Playful Paradigm took over the 2.5km stretch of road with outdoor play equipment and closed the street to motorised traffic, local community groups were invited and the space was transformed into a multi-generational playground. With its flat hard surface, it’s also ideal for wheelchair users and people with reduced mobility, enabling a really inclusive play space. Over the course of the four Sundays, crowds increased as word of mouth and photos circulated on social media. The effort was very positively received by members of the public, local officials and residents becoming a flagship scheme of Cork City’s Playful Paradigm URBACT effort. With the advent of social distancing measures after the COVID-19 lockdown this year, the Marina was the first new public realm in Cork to be pedestrianised for three months during summer 2020. The community has begun to appreciate and reclaim the space as their own. The growing numbers of people using the Marina for recreation and its potential for more development has been formally recognised by City Council for full and permanent pedestrianisation and is now earmarked for a near €4m promenade project. By demonstrating potential and reframing how a place can be used, an appetite for permeant positive change was created in the local community and within Cork City Council.
Developing a River Lee Network – Placemaking Training
Armed with confidence and the theoretical basis for placemaking provided by Wessel Badenhorst in Viana di Castello in January 2020 the Playful Paradigm in Cork City decided to build capacity on a larger scale at city level to implement a placemaking approach, with a specific focus on the River Lee. River based organisations (Meiteal Mara, Naomhoga Chorcai, Boat Clubs, Anglers Associations, Rebel Plunge open water swimmers) have struggled in the past to engage with planners and engineers in the local authority to highlight challenges and opportunities along the river. The training was a step towards building relationships across and between the river based organisations as well as with the relevant local authority staff, and was a resounding success.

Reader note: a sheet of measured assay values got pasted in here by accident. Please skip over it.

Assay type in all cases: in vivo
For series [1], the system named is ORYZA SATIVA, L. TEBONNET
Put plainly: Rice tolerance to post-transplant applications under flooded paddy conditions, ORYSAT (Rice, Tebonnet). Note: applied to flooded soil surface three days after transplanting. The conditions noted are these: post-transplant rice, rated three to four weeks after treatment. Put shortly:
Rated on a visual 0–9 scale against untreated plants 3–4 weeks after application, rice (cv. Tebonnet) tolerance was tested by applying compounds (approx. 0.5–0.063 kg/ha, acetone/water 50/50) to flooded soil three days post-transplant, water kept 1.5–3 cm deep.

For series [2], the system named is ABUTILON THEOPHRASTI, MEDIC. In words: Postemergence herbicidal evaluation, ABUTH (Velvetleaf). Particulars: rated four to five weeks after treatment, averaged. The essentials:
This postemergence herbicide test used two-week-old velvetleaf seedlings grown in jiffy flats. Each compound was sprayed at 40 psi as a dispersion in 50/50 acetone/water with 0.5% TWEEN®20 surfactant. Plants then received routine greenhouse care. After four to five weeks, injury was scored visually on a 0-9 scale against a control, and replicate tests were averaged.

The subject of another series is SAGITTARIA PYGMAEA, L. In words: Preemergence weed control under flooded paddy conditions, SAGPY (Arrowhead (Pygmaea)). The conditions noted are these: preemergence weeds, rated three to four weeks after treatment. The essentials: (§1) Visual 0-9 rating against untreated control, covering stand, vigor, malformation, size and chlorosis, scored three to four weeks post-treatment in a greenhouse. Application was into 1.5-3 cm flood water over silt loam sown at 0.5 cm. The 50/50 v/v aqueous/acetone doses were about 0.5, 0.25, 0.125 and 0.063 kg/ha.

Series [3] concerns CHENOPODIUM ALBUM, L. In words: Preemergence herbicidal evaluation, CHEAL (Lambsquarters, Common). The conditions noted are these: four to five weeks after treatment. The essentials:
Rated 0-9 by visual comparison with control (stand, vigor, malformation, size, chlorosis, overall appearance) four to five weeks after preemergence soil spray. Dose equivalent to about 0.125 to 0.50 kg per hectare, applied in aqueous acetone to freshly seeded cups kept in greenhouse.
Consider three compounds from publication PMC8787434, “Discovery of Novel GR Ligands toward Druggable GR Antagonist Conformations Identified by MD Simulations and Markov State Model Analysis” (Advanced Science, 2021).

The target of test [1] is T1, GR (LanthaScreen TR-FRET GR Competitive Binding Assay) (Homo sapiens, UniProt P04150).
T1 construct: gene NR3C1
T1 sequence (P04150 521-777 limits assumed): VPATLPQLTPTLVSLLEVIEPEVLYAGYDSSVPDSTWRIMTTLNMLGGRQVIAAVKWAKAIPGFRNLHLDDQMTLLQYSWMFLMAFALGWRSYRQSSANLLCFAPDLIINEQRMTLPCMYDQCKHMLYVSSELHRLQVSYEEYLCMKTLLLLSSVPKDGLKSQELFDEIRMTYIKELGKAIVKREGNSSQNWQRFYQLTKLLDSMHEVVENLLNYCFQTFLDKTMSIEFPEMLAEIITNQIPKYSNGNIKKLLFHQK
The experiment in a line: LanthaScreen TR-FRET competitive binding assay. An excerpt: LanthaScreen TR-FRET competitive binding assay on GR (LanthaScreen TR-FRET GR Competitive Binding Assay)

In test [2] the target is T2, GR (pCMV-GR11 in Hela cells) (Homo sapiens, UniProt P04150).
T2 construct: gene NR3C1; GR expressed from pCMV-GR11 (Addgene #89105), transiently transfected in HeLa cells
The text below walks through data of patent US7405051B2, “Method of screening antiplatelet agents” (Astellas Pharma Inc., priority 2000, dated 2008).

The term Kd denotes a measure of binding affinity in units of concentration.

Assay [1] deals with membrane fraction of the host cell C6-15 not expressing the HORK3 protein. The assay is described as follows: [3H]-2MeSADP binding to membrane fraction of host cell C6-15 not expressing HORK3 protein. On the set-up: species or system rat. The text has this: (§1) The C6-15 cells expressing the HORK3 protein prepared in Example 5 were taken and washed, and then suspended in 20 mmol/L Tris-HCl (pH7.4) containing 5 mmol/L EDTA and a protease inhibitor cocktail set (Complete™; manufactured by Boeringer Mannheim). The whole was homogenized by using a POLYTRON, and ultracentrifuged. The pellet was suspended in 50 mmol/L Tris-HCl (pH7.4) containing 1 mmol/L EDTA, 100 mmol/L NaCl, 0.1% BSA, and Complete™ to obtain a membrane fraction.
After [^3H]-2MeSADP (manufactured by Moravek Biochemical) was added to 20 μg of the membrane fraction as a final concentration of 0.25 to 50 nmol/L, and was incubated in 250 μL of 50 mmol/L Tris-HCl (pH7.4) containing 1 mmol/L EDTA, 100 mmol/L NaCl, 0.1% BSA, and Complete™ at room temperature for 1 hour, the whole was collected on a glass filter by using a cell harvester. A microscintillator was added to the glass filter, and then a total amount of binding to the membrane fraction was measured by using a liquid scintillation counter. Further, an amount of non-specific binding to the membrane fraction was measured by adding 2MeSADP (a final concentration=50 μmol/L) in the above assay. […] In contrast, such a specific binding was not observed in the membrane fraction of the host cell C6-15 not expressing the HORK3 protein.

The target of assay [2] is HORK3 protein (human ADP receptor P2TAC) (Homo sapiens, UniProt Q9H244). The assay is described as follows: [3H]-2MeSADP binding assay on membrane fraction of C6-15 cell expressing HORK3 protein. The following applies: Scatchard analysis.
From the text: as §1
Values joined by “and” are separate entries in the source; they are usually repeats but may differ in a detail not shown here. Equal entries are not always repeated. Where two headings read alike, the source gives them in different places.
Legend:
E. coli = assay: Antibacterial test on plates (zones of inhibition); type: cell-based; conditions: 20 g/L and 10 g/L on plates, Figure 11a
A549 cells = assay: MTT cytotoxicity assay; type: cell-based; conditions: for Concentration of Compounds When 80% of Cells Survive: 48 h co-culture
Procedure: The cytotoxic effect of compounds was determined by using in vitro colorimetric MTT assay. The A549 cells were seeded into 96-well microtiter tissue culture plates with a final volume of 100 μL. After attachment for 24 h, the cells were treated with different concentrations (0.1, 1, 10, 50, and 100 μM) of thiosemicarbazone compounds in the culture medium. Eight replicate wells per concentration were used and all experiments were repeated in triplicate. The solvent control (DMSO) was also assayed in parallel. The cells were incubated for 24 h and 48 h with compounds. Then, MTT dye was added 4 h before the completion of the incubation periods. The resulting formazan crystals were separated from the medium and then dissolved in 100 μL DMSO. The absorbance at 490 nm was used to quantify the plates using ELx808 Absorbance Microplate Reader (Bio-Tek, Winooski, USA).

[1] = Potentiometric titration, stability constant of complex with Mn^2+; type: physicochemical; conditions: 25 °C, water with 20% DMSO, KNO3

Funded by Cork Local Sports Partnership and Cork City Council, during July and August 2020 the ULG organised a series of placemaking workshops focusing on a new concept called Playful Placemaking and specifically on the River Lee in Cork City for the above named stakeholders. Playful placemaking is a way to co-develop playful ideas for public spaces Cork City with the community. The playful elements are used to showcase ideas and unlock the potential, using low cost and engaging events which community participate in. As an iterative process, the learning from each of the events feeds back into a larger process which helps communities engage with the planning and contribute to the development of their urban spaces. Four sites along the River Lee, including the Marina, were selected for the training purpose. We now have a blueprint for how further developments of the Marina could be progressed and a River Lee Placemaking network, composed of river users, members of the community and employees from several departments of Cork City Council.